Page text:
” Extending one hand to help someone has more value, than joining two hands for prayer. â€
– HH The Dalai Lama.
Dear all, my fourth journey is rather simple yet truly re-memorable, so just could not resist myself from sharing it with everyone of you out there.
My father and me sat down for our morning cup of Kangra tea and I reminded him of the Sunday trip which he had promised me to accompany. â€œBut canâ€™t we go to some nearby place, some meaningful place?â€ he asked calmly sipping his cup of tea. Sounded pretty reasonable to me as I saw dark clouds hovering over the Dhauladhars and monsoon winds gushing past our attic.
â€œSon, I had visited a Leprosy Home somewhere around 1965 and we could visit the same today, bringing in meaning to our trip by sharing some moments with those people. After all life is all about love, caring and compassion.â€ Said my father. Suddenly, lightening struck outside and had a wakening effect inside my mind too. I remembered the spiritual discourse on Compassion given by HH The Dalai which I had attended a few days back. I could understand my fatherâ€™s intent and the true purpose behind his wish to visit the Leprosy Home in totality. It was out of his deep sense of compassion….for the lonesome, sick, unattended, underprivileged…..
Yet why was my father was choosing this wonderful Sunday for such a place…..my untamed mind was questioning me again and again, to rebel and persuade him for some happening, exotic, commercial destination instead.
It had started to rain as we drove through the lush green picturesque tea gardens towards our destination. My rebellious mind was still doubting my fathersâ€™ decision….
As we approached the Leprosy Home, Palampur and drove past the residential quarters of many of the inmates, I could draw and sense a deep relation between my fatherâ€™s motives and HH The Dalai Lamaâ€™s discourse.
After customary meeting with the warden, we then collected all the inmates of the Leprosy home together. Tashi, a Tibetan inmate was the unconstitutional head of the group and painstakingly he introduced the rest of them to us. They were a total of nineteen of them from all walks of life. Ten of them were Paharis and balance Tibetans. Each had a different story, a different background, but they had one thing in common, a similar tragedy had struck them all at some part of their lives and now they were sharing their lives together in this house of solitude…correction…house of love and compassion….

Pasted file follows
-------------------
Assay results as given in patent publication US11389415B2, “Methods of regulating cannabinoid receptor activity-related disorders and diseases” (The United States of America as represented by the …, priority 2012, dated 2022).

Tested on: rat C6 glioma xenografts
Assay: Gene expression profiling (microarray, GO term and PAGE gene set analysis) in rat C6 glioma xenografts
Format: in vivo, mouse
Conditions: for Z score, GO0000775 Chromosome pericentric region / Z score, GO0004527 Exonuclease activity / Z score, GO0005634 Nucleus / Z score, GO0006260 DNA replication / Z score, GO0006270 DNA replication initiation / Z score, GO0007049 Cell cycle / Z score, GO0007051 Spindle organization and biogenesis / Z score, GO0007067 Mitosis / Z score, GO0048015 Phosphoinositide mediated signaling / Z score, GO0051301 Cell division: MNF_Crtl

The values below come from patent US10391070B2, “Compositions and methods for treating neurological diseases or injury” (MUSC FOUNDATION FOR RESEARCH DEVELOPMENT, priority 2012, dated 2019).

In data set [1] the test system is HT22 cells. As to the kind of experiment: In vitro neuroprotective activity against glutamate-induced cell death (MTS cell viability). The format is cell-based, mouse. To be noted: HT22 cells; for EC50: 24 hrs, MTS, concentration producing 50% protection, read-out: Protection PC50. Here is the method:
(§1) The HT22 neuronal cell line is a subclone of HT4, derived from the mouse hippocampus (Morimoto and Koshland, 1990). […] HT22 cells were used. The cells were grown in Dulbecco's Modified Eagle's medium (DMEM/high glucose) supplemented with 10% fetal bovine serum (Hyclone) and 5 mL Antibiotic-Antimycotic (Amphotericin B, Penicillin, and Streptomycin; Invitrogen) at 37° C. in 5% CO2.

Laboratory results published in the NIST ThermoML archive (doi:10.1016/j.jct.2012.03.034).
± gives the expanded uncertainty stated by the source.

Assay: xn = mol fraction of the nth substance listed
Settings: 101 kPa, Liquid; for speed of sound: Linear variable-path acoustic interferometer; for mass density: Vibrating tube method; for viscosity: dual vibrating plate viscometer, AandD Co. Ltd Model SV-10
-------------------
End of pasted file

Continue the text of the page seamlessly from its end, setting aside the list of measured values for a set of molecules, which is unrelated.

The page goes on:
As I started to interact with them, slowly I started to realize two interesting qualities amongst the inmates. One, that inspite of the fact that none of them could ever recover fully again, not one of them had given up the hope. They all had the indomitable spirit and passion in their hearts to be fully cured. Two, all though they came from different societies, different cultures and different religions, and probably under the worst of the times of their lives, yet they all respected each other. They cared for each other. They loved each other and lived in peace, harmony and tranquility with each other….a thing which we common people avoid to the hilt in our so called modern housing societies…..
After distributing the lunch which we had brought for the inmates we spent some time listening to their views about life. And to tell you, some of them were really inspiring. To wrap up the proceedings of our visit, my father gave them a short talk and boosted up their morale promising them more of such friendly visits from one and all.
As we drove back home, the untamed, selfish, ever craving mind of mine had given way to pure love,respect, kindness, gentleness and above all compassion for the needy….some of the qualities I always admired in textbooks but found them hard to experience….
In retrospect, sitting back in my attic at night, as the cool breeze blows down from the Dhauladhars, I start to pen my thoughts, my mind was generating a deep sense of gratitude for my father as he had risen me to a higher level in his vast ocean of wisdom.
This indeed had been the most meaningful of our Sunday trips…..
Lastly, dear readers I would request you all to take out sometime from your tight schedules and visit the Leprosy Home, Palampur or the one at your hometown with your parents and children.
Five positive points accruing out of your visit:
- You would have a reason to cheer as your parents would feel a sense of divine pleasure distributing food to the needy.
- Your children would develop a more humane attitude towards life and in turn would follow your humble footsteps later in life.
- You would see and realize for yourself how life treats you if you become victim of diseases, hence making you realize how lucky you are to be healthy and must make the best out of every moment of your lives.
- You would feel for yourself the happiness your visit would bring in the hearts and minds of the inmates. They definitely get a reason to smile and brings back meaning to their otherwise lonely lives.
- At the end of the day when you sit back and reflect back at your daysâ€™ event you would feel that this would have been the most meaningful trip of your life….
Truly, life is all about love, caring and compassion…..
go feel it for yourself……